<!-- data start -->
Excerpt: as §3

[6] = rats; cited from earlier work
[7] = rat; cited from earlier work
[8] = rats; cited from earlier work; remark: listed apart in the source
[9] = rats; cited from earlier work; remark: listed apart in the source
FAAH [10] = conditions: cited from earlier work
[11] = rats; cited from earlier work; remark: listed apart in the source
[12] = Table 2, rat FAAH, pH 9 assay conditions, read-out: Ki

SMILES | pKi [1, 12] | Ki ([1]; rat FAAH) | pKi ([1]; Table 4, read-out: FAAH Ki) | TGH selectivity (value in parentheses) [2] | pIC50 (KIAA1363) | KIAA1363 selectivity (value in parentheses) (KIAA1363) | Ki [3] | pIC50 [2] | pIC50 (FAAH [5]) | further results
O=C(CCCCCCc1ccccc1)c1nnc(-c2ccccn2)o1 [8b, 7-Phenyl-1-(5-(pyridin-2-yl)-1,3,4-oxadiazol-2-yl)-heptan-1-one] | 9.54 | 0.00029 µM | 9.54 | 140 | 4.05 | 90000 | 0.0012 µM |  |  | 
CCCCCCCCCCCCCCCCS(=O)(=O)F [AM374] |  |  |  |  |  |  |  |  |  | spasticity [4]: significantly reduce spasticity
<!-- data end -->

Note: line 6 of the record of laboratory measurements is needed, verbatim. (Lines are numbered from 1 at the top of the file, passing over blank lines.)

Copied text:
FAAH [10] = conditions: cited from earlier work